Farming- a better livelihood option for me, the story of Zahra Adan

Monday 10 June 2019

 

Zahra

Farming- a better livelihood option for me

Zahra Adan Abdulle was a business woman. Her tea stall in Mindigalle village was doing well but was not giving her sufficient income to meet the needs of her family. She decided to close the tea shop and look for alternative source of income. Zahra decided to farm a plot of land on the banks of a seasonal river at the outskirts of her village. For a while the income  from her farm was more than enough to provide for her family, at least until 2017 when drought hit most parts of Somalia. The drought destroyed her crops causing a huge decrease in her yields and ultimately her income. It was difficult for her to continue without any support.

“Water is our biggest challenge,” says Zahra, sitting under the shade of a lemon tree in her farm. “ Now the water is too shallow. We need water pumps to pump the water to our farms, otherwise we don’t get water,” she adds.  

Zahra, who has been farming for over 10 years now, says she decided to try her hand in farming after she was convinced that could provide security to their livelihood. She says, “In a good rainy season, we cultivate all types of crops.  As they say, everything you put efforts into the result will be satisfying. I tried to put all my efforts into this land.’’

Zahra was is one of the beneficiaries of the European Union (EU) Restore project where Save the Children is supporting 120 families affected by the recurring droughts in Somalia. The project provides agricultural tools and seeds and other inputs.  

The aim of the project is to contribute to the sustainability and improvement of food security and livelihoods whilst building resilience among vulnerable households and their communities in Somaliland and Puntland. The project is aimed at Strengthening community-based drought mitigation and preparedness measures, improve natural resource management and encourage diversification of livelihoods and assets. The project also has child grants which targets 200 households in Sanaag, Nugal, and Bari regions of Puntland.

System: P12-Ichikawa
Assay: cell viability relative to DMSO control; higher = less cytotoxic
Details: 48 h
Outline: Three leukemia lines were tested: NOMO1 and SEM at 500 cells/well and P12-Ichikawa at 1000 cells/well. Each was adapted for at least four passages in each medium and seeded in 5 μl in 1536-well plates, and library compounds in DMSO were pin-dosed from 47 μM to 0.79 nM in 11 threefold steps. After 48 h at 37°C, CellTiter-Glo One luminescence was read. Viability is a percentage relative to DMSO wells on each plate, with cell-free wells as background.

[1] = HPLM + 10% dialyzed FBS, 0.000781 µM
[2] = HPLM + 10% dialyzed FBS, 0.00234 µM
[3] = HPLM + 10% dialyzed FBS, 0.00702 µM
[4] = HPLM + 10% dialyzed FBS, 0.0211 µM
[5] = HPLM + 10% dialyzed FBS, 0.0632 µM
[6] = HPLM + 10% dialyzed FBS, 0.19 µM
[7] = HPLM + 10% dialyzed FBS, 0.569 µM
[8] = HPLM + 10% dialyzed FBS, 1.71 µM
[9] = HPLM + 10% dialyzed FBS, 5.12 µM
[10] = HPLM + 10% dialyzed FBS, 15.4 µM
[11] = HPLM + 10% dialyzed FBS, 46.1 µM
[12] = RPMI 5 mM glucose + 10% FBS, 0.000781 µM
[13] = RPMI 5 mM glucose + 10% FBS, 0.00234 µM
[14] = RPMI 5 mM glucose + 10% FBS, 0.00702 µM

“The reason we were selected for this programme is because  we were really affected by the drought.  We needed extra support to help us get farming tools and seeds so as to improve our productivity,” says Zahra.

“The money I received from Save the Children, I used for the basic necessities of the family as well as repairing the water pumps, hire casual labors for preparing the land for farming and pay school fees.”

Save the Children Food Security and Livelihoods Programme Manager in Puntland, Sulieman Abdi explained that many farmers, like Zahra, are at risk of losing their source of income due to crop failure caused by droughts and water shortage. “This support will help farmers get irrigation tools, like water pumps and seeds,’’ Suleiman said.

Fatima

Like Zahra, Fatima Ahmed, a mother of six children, also started farming after she lost all her  livestock to drought . She moved and settled in Mindigale village and started a small farm at the banks of the seasonal river.

 “I decided to engage in farming because I want to have a stable source of income after I lost all my livestock due to droughts. I could not go back to that lifestyle again,” she says.

“I used to have 200 goats in the village before I become a farmer. I believe farming is better and will improve my livelihoods.

There are over 30 other farmers who live near the village, and many of these families face similar challenges, but Fatima Ahmed believe the support of Save the Children will help many of these farmers sustain their  farms and  invest more.

“Hopefully, we will send lemons, peppers, tomatoes and many other crops to the  nearby markets when we receive better tools and farming inputs.  We hope our yields will increase,” she concludes.